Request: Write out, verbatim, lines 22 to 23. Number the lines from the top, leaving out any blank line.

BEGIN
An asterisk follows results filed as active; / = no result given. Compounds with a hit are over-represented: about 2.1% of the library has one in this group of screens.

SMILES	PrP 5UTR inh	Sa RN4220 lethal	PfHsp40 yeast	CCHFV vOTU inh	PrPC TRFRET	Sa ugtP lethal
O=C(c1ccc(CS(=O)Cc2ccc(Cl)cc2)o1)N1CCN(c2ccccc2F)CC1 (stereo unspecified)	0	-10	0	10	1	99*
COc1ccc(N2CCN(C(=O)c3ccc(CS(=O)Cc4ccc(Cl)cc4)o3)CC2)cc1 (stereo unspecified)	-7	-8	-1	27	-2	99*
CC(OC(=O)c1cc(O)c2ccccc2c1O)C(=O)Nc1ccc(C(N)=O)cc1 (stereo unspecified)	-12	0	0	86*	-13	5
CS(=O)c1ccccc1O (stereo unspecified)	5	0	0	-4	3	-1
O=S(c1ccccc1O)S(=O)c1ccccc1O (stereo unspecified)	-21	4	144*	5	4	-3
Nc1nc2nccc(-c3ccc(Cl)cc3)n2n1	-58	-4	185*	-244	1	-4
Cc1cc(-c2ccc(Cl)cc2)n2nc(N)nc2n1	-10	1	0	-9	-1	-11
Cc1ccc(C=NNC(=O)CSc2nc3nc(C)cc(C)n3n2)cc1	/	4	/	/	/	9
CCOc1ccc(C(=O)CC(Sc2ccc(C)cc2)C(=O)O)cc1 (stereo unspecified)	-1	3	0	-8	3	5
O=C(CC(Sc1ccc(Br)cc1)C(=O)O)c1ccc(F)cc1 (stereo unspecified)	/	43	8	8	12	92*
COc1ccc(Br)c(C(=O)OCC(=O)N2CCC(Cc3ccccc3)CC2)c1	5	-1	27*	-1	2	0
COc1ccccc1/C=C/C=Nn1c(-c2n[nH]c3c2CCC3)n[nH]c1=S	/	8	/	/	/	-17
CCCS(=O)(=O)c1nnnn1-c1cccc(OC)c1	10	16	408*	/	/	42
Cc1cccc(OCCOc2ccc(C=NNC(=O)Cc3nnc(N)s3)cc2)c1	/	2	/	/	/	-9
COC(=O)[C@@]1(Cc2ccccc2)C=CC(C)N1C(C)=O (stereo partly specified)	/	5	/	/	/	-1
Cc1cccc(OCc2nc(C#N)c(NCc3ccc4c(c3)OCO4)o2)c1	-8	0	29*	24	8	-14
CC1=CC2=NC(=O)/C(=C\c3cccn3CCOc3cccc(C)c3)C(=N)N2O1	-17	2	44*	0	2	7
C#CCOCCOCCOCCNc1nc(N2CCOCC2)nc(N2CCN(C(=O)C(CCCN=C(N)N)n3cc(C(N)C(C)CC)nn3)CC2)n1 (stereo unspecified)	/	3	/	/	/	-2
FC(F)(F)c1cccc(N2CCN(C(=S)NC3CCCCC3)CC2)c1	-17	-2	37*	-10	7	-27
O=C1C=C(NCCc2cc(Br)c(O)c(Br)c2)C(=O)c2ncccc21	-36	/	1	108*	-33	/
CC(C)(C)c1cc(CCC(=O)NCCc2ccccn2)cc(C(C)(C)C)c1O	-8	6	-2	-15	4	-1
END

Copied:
O=C1C=C(NCCc2cc(Br)c(O)c(Br)c2)C(=O)c2ncccc21	-36	/	1	108*	-33	/
CC(C)(C)c1cc(CCC(=O)NCCc2ccccn2)cc(C(C)(C)C)c1O	-8	6	-2	-15	4	-1